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amendment of the Constitution, as were also the existing articles relating to the representation of slaves and the surrender of fugitives.
Besides these proposed amendments of the Constitution Mr. Crittenden's resolutions embodied certain declarations in affirmance of the constitutionality and binding force of the fugitive slave law-recommending the repeal by the States of all bills, the effect of which was to hinder the execution of that law, proposing to amend it by equalizing its fees, and urging the effectual execution of the law for the suppression of the African slave trade.
These resolutions were referred to the Committee of Thirteen, ordered on Mr. Powell's motion, and composed of the following Senators:
Messrs. Powell, Hunter, Crittenden, Seward, Toombs, Douglas, Collamer, Davis, Wade, Bigler, Rice, Doolittle, and Grimes.
On the 31st of December, this Committee reported that they "had not been able to agree upon any general plan of adjustment." The whole subject was nevertheless discussed over and over again during the residue of the session; but no final action was taken until the very day of its close. On the 21st of January, Messrs. Yulee and Mallory, of Florida, resigned their seats in the Senate because their State had passed an ordinance of secession, and on the 28th Mr. Iverson, of Georgia, followed their example. Messrs. Clay and Fitzpatrick, of Alabama, and Mr. Davis, of Mississippi, followed next, and on the 4th of February Messrs. Slidell and Benjamin, of Louisiana, also took their leave.
In the House of Representatives the debates took the same general direction as in the Senate. On the first day of the session a resolution was adopted, by a vote of 145 to 38, to refer so much of the President's Message as related to the perilous condition of the country, to a committee of one from each State. This committee was appointed as follows:
Corwin of Ohio.
Millson of Virginia.
Adams of Massachusetts.
Robinson of Rhode Island.
Morrill of Vermont.
Nelson of Tennessee.
Dunn of Indiana.
Taylor of Louisiana.
A great variety of resolutions were offered and referred to this committee. In a few days the committee reported the following series of resolutions, and recommended their adoption:
Resolved by the Senate and House of Representatives of the United States of America in Congress assembled, That all attempts on the parts of the Legislatures of any of the States to obstruct or hinder the recovery and surrender of fugitives from service or labor, are in derogation of the Constitution of the United States, inconsistent with the comity and good neighborhood that should prevail among the several States, and dangerous to the peace of the Union.
Resolved, That the several States be respectfully requested to cause their statutes to be revised, with a view to ascertain if any of them are in conflict with or tend to embarrass or hinder the execution of the laws of the United States, made in pursuance of the second section of the fourth article of the Constitution of the United States for the delivering up of persons held to labor by the laws of any State and escaping therefrom; and the Senate and House of Representatives earnestly request that all enactments having such tendency be forthwith repealed, as required by a just sense of constitutional obligations, and by a due regard for the peace of the Republic; and the President of the United States is requested to communicate these resolutions to the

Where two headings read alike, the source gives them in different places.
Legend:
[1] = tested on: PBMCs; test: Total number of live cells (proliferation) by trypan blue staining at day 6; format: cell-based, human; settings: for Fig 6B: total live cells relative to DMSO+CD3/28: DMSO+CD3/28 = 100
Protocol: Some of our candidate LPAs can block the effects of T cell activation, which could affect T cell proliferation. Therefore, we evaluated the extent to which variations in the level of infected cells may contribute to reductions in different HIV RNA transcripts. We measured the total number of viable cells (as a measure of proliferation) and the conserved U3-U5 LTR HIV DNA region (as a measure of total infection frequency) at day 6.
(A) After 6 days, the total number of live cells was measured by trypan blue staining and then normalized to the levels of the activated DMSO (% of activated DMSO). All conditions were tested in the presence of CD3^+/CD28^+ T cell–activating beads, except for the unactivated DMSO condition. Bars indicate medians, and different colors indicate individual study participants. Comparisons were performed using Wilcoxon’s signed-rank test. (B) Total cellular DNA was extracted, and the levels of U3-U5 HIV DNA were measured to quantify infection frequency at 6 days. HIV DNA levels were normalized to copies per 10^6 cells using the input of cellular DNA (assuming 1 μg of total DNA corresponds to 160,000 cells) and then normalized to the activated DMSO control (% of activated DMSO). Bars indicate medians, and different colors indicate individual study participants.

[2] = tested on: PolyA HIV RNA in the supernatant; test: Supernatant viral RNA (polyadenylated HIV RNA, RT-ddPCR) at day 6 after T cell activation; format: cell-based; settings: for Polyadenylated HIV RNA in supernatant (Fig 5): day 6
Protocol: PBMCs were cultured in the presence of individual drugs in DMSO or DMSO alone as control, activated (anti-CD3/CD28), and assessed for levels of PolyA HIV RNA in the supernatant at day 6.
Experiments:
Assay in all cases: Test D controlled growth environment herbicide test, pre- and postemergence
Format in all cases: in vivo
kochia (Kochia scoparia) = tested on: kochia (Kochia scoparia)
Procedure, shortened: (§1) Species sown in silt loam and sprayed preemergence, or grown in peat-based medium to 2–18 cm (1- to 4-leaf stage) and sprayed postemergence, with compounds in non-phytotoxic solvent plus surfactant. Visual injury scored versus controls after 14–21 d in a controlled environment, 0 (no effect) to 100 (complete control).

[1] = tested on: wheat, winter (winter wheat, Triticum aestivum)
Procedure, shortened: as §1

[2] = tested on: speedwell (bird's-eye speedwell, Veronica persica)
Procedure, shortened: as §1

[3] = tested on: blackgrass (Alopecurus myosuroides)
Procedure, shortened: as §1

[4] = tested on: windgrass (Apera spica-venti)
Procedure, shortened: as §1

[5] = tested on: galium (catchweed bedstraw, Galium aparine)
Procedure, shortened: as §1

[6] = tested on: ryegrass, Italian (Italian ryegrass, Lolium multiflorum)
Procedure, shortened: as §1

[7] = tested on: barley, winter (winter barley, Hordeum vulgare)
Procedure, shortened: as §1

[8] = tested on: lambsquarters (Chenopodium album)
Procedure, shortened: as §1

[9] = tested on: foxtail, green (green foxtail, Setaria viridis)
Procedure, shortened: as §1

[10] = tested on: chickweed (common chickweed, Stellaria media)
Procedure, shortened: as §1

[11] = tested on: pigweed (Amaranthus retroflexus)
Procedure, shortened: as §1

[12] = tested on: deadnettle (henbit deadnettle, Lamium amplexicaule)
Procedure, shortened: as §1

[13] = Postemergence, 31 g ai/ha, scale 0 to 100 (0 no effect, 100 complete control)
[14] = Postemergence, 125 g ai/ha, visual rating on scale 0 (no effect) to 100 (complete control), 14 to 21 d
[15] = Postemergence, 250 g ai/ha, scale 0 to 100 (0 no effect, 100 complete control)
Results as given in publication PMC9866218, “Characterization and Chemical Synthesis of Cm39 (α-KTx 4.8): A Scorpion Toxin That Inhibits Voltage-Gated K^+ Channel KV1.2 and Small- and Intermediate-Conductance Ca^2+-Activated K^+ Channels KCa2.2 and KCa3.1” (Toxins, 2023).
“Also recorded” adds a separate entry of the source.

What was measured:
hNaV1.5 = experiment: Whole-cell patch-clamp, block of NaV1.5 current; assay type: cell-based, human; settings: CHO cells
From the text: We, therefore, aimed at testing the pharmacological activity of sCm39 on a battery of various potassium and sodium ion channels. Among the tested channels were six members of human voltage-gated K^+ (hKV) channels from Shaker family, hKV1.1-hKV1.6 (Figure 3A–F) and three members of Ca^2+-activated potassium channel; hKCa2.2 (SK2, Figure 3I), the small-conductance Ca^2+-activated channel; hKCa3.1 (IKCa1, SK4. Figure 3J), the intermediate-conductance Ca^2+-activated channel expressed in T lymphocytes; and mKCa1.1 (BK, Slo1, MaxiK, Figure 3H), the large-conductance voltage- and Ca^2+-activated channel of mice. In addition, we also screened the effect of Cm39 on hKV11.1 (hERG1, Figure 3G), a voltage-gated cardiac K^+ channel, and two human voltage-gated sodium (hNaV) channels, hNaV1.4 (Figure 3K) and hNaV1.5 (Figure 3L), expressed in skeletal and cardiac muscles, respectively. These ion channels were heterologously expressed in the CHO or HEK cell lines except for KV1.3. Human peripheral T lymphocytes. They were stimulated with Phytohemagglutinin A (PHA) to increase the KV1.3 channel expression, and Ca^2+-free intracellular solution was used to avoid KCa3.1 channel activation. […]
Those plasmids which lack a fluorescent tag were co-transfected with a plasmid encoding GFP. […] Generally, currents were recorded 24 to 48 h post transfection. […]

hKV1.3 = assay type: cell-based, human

Governors of the several States, with a request that they will lay the same before the Legislatures thereof respectively.
Resolved, That we recognize slavery as now existing in fifteen of the United States by the usages and laws of those States; and we recognize no authority, legally or otherwise, outside of a State where it so exists, to interfere with slaves or slavery in such States, in disregard of the rights of their owners or the peace of society.
Resolved, That we recognize the justice and propriety of a faithful execution of the Constitution, and laws made in pursuance thereof, on the subject of fugitive slaves, or fugitives from service or labor, and discountenance all mobs or hinderances to the execution of such laws, and that citizens of each State shall be entitled to all the privileges and immunities of citizens in the several States.
Resolved, That we recognize no such conflicting elements in its composition, or sufficient cause from any source, for a dissolution of this Government; that we were not sent here to destroy, but to sustain and harmonize the institutions of the country, and to see that equal justice is done to all parts of the same; and finally, to perpetuate its existence on terms of equality and justice to all the States.
Resolved, That a faithful observance, on the part of all the States, of all their constitutional obligations to each other and to the Federal Government, is essential to the peace of the country.
Resolved, That it is the duty of the Federal Government to enforce the Federal laws, protect the Federal property, and preserve the Union of these States.